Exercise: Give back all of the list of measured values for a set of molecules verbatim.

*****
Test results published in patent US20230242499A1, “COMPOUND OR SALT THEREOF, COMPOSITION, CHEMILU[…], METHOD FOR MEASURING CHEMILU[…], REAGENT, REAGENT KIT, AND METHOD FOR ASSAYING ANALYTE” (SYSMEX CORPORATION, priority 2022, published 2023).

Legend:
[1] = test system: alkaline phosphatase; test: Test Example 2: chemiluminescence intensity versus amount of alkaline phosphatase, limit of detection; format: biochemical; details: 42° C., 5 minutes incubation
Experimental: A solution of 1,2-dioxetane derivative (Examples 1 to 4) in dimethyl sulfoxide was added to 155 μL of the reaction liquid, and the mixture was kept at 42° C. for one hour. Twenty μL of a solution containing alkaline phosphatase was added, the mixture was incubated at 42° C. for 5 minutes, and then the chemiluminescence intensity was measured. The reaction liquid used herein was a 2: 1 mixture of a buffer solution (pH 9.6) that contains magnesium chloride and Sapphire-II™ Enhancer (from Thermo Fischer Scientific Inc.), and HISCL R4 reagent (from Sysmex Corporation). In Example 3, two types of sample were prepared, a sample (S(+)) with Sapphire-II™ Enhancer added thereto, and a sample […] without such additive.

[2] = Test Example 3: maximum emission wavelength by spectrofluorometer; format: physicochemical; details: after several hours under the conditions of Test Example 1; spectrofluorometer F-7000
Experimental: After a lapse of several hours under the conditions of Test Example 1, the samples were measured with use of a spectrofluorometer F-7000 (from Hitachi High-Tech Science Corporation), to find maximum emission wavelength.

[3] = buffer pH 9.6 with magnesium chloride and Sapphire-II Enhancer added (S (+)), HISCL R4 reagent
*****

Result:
Test results published in patent US20230242499A1, “COMPOUND OR SALT THEREOF, COMPOSITION, CHEMILU[…], METHOD FOR MEASURING CHEMILU[…], REAGENT, REAGENT KIT, AND METHOD FOR ASSAYING ANALYTE” (SYSMEX CORPORATION, priority 2022, published 2023).

Legend:
[1] = test system: alkaline phosphatase; test: Test Example 2: chemiluminescence intensity versus amount of alkaline phosphatase, limit of detection; format: biochemical; details: 42° C., 5 minutes incubation
Experimental: A solution of 1,2-dioxetane derivative (Examples 1 to 4) in dimethyl sulfoxide was added to 155 μL of the reaction liquid, and the mixture was kept at 42° C. for one hour. Twenty μL of a solution containing alkaline phosphatase was added, the mixture was incubated at 42° C. for 5 minutes, and then the chemiluminescence intensity was measured. The reaction liquid used herein was a 2: 1 mixture of a buffer solution (pH 9.6) that contains magnesium chloride and Sapphire-II™ Enhancer (from Thermo Fischer Scientific Inc.), and HISCL R4 reagent (from Sysmex Corporation). In Example 3, two types of sample were prepared, a sample (S(+)) with Sapphire-II™ Enhancer added thereto, and a sample […] without such additive.

[2] = Test Example 3: maximum emission wavelength by spectrofluorometer; format: physicochemical; details: after several hours under the conditions of Test Example 1; spectrofluorometer F-7000
Experimental: After a lapse of several hours under the conditions of Test Example 1, the samples were measured with use of a spectrofluorometer F-7000 (from Hitachi High-Tech Science Corporation), to find maximum emission wavelength.

[3] = buffer pH 9.6 with magnesium chloride and Sapphire-II Enhancer added (S (+)), HISCL R4 reagent